Considering the current state of the record industry, Brownlee has an impressive number of recordings either already out or due to be released. The tenor tells me a little about a couple of recent ones: a disc for Opera Rara, which was released just before Christmas, and a new live recording of L'Italiana in Algeri, which is to be released here on the Naxos label in the UK this month. 'The Salon recording of Rossini songs with Malcolm Martineau, and the other artists was quite enjoyable,' he says. 'It was a group project, and the rehearsals were like a "Schubertiad" of sorts where we could all sit back and get to know other music intimately. I hope to take part in more projects like this. The L'Italiana in Algeri was a live recording from the Wildbad Festival in Germany. Recording anything live requires a different kind of concentration. In a studio recording, you have the opportunity to go back to fix and patch things, but in a live recording the goal is to be as "correct" as possible. We are not perfect individuals, but I have learned how to prepare myself in a way that I hope I can do my best and "become the character", and make music even when I am in a live recording.'
In July, Brownlee is due to record Rossini's Stabat Mater with Pappano for EMI. What appeals to him about this comparatively neglected work? 'I have already performed this with Maestro Pappano twice. This is a piece he knows inside and out; he understands all of its intricacies. I think it was masterfully written, and should be performed much more frequently. I say that not only because I enjoy the music, but because I would like to sing it more often!'
Between September and the end of December, the tenor will sing two operas twice: La Sonnambula and L'Italiana. What appeals to him about the roles he plays in these two pieces? 'I am not yet learning the role of Elvino in Sonnambula, but I have the recording of Pavarotti and Sutherland, and to me it is a lesson in singing. I am eager to perform it. L'Italiana in Algeri for me is one of the most enjoyable operas I sing. It is a true ensemble piece, and especially Act 2 is nothing but sheer enjoyment. I find myself laughing on stage sometimes, especially when I have colleagues who are great actors, as I am very fortunate to have in both productions I will take part in.'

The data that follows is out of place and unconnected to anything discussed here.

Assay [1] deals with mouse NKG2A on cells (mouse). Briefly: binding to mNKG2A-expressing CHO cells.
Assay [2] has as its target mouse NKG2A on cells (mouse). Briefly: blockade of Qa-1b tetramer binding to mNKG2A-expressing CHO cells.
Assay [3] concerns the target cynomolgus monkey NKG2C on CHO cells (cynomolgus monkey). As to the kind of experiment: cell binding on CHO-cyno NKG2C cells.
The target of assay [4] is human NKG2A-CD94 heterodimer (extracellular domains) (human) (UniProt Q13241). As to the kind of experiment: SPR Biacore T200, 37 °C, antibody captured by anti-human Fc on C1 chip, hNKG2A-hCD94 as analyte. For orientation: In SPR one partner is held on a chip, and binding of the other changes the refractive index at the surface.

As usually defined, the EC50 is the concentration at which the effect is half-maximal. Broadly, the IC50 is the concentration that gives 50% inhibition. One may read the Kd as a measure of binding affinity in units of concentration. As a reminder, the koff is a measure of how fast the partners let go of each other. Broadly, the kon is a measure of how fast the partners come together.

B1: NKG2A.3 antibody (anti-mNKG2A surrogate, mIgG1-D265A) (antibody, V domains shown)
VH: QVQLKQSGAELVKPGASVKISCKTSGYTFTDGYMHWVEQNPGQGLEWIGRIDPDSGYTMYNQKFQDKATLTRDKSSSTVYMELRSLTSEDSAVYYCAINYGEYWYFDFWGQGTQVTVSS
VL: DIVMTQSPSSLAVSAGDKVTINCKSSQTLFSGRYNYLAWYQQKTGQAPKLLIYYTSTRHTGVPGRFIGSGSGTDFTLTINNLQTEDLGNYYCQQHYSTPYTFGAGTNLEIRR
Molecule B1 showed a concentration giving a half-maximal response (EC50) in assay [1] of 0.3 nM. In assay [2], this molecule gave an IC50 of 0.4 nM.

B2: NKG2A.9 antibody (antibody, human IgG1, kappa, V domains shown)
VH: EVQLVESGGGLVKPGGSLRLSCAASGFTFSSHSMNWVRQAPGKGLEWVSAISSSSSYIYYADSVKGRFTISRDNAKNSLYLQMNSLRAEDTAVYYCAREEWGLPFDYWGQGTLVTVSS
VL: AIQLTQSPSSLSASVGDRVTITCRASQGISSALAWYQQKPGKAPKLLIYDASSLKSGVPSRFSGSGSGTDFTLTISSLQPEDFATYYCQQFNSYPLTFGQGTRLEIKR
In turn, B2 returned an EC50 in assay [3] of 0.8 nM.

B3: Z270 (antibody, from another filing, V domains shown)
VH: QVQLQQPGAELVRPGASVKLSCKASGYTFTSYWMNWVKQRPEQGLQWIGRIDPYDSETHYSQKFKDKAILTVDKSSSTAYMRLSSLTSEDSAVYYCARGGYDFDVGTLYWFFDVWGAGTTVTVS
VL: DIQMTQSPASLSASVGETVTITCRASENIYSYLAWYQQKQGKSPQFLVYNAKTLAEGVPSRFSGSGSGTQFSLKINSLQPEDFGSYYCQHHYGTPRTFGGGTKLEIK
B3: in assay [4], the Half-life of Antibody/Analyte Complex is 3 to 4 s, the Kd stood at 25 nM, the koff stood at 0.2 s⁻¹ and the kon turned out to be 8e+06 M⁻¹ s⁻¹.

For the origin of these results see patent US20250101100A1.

Brownlee's rise through the ranks in recent years has been meteoric. Is it what you hoped for, or is it beyond all expectations? 'As you said before, I shared the stage with Renée Fleming recently, and I could never have imagined that when I started out,' he explains. 'I am so grateful to those people who gave me opportunities early in my career, and am thankful to those who pushed me and challenged me to work as hard as possible to learn and be a student of singing. I sit down and think sometimes about what I have been fortunate to accomplish until now, I cannot believe how much has happened. I am humbled, and grateful to be doing what I am.'
And what ambitions does he have left? 'I hope to continue discovering new roles, and to grow as a singer. I am thirty-seven and that is relatively young in this business. I want to embrace all that is ahead of me. They say that a tenor hits his stride in the late 30s and early 40s, so maybe my best singing is to come. I truly want to be back in London. I have already debuted at the ROH, and immensely enjoyed my time there, so I hope to be invited back.'
Lawrence Brownlee appears at St John's Smith Square on 25 May 2010 as part of the Rosenblatt Recital Series.
Photo credits: Marty Umans; Dario Acosta; Ken Howard
Interview with Lawrence Brownlee (July 2007)
Review of Opera Rara's Il Salotto disc with Lawrence Brownlee
Review of Lawrence Brownlee in Il barbiere di Siviglia at Baden-Baden
Review of Lawrence Brownlee in La Cenerentola at the Met